I had a lot of thoughts after the race, pretty much all positive, and Vince had some good insight on what I can improve on and where I can go from here. Tackling a fast marathon at some point in the next year is still a possibility and my dreams of running a personal-best Ironman run split in Boulder this summer are still alive.

A Return to the Marathon

It’s race weekend and I am more than a little nervous. Tomorrow will be the first time I have toed the line at a stand-alone marathon since 2009, six months before I joined “the dark side” as my running friends used to call it.  I’ve since run seven more marathons, but only with a 2.4 mile swim and 112 mile bike ride beforehand. Every single time I thought about the stand-alone marathon. How easy it seemed. Simple. Running 26 miles in the relative cool of the morning without cramming 2000 calories into my system beforehand?  It seemed like a joke.

But I began to wonder?  What kind of marathoner was I anymore?  I knew I was a fairly decent Ironman marathon runner, but what about a regular 26.2?  Did I still have the “magic”?


Back when it all seemed so easy

Since switching to triathlon in 2010, I have thought many times about doing a marathon, just to see if I was still the same runner I once was. I registered for NYC in 2011 to run it with my husband and sister, but that was the fall I did Kona and putting an Ironman and a marathon within the span of 2 weeks seemed like a bad idea. Then I registered for the Colorado Marathon in 2012, but I decided to do Ironman St George instead that weekend.

At this point the marathon was becoming a bit of a monkey on my back. It was becoming mental. I was scared of showing up, not racing well, and losing something that had been a part of my identity for a long time.  The “good runner.”  I wouldn’t be that person and then I would have to redefine myself and I didn’t like the sound of “average Ironman racer” quite as well.

After Whistler this past August, I decided to make a coaching change and I hired Vince Matteo who I had met through Twitter (he’s @felog – give him a follow!).  One of the first things he recommended was running a marathon early this winter. He thought I had been underperforming in the run portion of Ironman. That thought hadn’t really occurred to me.  I was obviously underperforming in the swim, and usually underperforming on the bike, but I thought I was killing the run. Vince thought I could probably run better and he wanted to have me run a marathon. Not really to see if I could still crank out a PR, but more to learn about me as a runner and see how I would respond to his training.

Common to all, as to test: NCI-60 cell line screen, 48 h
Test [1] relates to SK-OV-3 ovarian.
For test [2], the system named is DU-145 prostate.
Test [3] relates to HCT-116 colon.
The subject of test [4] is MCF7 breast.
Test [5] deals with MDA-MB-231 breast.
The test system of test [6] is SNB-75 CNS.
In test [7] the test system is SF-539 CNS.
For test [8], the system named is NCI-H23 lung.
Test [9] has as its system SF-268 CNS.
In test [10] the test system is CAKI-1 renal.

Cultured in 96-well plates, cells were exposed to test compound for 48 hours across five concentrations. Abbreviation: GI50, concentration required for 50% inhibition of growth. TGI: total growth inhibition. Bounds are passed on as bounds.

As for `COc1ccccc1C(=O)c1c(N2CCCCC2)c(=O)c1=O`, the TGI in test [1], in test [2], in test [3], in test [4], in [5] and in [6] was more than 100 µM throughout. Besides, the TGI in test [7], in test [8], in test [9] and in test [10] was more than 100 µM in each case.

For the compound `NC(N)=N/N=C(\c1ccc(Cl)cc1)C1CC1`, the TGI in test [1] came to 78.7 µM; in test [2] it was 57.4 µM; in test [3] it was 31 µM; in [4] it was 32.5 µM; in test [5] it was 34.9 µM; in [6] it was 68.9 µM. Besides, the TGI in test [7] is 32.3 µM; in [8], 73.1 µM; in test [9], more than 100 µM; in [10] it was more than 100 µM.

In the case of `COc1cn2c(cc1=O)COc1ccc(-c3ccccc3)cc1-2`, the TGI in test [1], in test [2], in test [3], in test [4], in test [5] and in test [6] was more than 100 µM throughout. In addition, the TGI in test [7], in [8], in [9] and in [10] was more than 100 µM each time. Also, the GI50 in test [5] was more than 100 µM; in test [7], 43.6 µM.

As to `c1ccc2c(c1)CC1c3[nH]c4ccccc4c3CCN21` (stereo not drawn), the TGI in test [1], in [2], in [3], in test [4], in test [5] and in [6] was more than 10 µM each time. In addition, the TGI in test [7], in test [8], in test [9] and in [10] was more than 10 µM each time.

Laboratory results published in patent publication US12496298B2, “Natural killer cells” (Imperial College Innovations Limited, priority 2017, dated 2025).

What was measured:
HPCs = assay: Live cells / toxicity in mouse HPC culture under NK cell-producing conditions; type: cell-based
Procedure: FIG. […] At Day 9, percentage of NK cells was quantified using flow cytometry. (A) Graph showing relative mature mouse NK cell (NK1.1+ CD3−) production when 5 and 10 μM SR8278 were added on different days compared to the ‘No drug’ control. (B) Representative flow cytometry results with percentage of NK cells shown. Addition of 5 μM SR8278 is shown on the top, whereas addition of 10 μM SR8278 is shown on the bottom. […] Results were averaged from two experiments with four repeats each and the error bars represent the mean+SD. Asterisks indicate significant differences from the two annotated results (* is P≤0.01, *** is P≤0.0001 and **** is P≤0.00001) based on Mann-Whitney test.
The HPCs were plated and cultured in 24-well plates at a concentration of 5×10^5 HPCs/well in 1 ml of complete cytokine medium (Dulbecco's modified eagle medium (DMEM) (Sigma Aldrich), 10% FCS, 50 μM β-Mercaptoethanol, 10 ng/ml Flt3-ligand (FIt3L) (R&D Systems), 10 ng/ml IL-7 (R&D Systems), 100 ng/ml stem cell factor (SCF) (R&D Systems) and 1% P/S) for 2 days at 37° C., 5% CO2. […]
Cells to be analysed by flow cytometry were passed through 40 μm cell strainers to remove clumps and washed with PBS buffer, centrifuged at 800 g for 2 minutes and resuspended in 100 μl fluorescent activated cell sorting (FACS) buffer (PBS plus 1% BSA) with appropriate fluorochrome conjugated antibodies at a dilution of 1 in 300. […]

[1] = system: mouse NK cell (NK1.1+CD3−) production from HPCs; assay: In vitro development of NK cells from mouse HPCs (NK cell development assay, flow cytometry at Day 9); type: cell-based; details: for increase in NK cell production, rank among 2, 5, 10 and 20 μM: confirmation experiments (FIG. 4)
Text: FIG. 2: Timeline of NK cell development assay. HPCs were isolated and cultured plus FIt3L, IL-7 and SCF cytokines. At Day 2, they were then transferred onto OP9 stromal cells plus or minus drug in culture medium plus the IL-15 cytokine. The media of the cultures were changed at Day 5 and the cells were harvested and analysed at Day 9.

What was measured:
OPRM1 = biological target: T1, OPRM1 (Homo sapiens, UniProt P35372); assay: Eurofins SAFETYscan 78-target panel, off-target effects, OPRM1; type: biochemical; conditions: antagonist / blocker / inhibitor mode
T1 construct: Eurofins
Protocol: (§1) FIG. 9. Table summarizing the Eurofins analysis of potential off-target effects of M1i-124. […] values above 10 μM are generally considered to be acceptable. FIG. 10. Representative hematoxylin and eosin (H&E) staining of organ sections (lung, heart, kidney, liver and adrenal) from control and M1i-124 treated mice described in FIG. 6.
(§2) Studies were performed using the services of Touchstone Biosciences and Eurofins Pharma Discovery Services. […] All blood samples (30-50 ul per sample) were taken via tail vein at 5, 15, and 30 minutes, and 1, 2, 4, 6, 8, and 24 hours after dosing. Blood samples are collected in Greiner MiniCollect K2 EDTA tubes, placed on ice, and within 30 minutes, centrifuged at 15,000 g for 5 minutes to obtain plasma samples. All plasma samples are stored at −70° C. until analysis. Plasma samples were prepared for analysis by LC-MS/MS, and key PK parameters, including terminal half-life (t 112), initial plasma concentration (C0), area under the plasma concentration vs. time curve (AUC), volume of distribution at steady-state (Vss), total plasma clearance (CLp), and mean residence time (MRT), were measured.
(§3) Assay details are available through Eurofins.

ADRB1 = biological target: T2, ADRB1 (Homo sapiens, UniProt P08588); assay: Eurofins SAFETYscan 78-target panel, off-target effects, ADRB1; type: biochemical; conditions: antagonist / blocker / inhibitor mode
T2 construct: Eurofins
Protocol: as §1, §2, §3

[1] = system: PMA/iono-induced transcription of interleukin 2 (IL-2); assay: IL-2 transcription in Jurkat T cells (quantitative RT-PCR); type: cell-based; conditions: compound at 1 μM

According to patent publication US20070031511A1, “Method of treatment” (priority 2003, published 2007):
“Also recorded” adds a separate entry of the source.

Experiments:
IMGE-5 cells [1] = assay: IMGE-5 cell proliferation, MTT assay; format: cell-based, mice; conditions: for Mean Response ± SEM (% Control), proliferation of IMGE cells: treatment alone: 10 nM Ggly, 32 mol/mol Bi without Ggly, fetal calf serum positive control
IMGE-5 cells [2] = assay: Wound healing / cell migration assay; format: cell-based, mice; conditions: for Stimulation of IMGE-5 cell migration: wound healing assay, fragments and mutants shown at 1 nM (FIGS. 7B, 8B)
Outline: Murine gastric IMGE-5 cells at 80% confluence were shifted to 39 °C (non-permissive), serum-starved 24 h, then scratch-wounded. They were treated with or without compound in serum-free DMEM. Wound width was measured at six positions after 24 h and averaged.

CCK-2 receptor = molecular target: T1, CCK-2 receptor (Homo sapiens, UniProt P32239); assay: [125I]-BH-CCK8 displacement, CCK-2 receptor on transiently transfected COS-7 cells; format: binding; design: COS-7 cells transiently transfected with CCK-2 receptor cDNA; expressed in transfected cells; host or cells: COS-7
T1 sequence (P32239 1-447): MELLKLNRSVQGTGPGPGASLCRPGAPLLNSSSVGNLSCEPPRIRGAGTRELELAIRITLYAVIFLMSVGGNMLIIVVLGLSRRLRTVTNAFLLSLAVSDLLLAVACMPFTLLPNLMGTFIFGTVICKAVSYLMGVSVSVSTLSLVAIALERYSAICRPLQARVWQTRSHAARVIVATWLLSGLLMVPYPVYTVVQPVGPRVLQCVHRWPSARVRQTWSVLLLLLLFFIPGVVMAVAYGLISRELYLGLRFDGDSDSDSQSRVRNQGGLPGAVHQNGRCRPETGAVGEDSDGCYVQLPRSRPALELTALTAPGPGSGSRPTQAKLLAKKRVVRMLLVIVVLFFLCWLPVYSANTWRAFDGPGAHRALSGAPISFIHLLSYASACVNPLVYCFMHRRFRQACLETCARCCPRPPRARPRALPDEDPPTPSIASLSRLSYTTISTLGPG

We got to work on the marathon training in the fall and right off the bat, things were going down a little differently than I was used to. Instead of running solely by heart rate, we were running more by pace. A lot of times those paces were faster than I was used to running. More than a few times, after a long run where the wheels came off, I had to email Vince and tell him something like, “hey, I wasn’t able to hit 7:XX pace late in that run because I can only run that pace on the track at sea level if I am running 800s,” and that type of thing. I was a bit out of my comfort zone, and it was scary as it usually is when you go there. We both had to go through some learning, and some back and forth, but eventually we settled on some long run pacing that didn’t kill me.

Then I got flakey.

I was originally going to target the Tucson Marathon in early December, but race weekend coincided with my mother-in-law’s annual visit to our house to decorate our Christmas tree, and I couldn’t stand the thought of missing out. I decided to push the marathon back. Rock n’ Roll Phoenix was the next logical choice since it was an easy-to-travel-to race with a fast course. There was only one problem. Winter had arrived in Colorado. Cold temperatures, snow, the holidays, skiing. Still, I felt like I could manage all of that and stay on track for the race. Which is when I got hit with the big whammy – a terrible cold, flu, bronchitis, pneumonia? Who knows.  All I know is that I was a wreck. I was as sick as I’ve been in recent memory and the race prep was going south quickly. I managed to eek out a semblance of a “last long run,” but it took place in Vail, while wearing Yak Trax, with a 5 mile bus ride in the middle (don’t ask). Things were not looking good.

I sent Vince some insecure, whiny emails. I was losing any semblance of confidence I had previously had. Worst of all, I hadn’t even registered for the race yet! I had no real concrete plans to go to Phoenix. The limbo was awful and I was making Mark crazy. One day I would say I was ready to do the race and the next I would say I couldn’t do it. I was super afraid of failure and how that would feel.

Finally, I think it was on New Year’s Day or maybe the day after, I had a phone call with Vince and he talked me off the ledge. He said he didn’t care if I didn’t run 3:XX. He didn’t really care what the actual time was. He just wanted to learn some things about me that could help us going forward this year with Ironman training. So with the pressure off, I finally committed and registered for the race and made plans to go to Arizona.

That was two weeks ago.

So here I am, the day before the race, and I am trying to process how I feel about what may happen. I realize it’s not life or death – it’s just the marathon. But doing well in the marathon used to be my thing. And it might not be anymore.

I recently read that if you are afraid of something, that’s where you should head next. With that in mind, I plan to head out there tomorrow. I know I probably won’t be the same as I was before and I probably won’t run as fast as I know I am capable of. But I will be out there and I am hoping it will feel good to be back.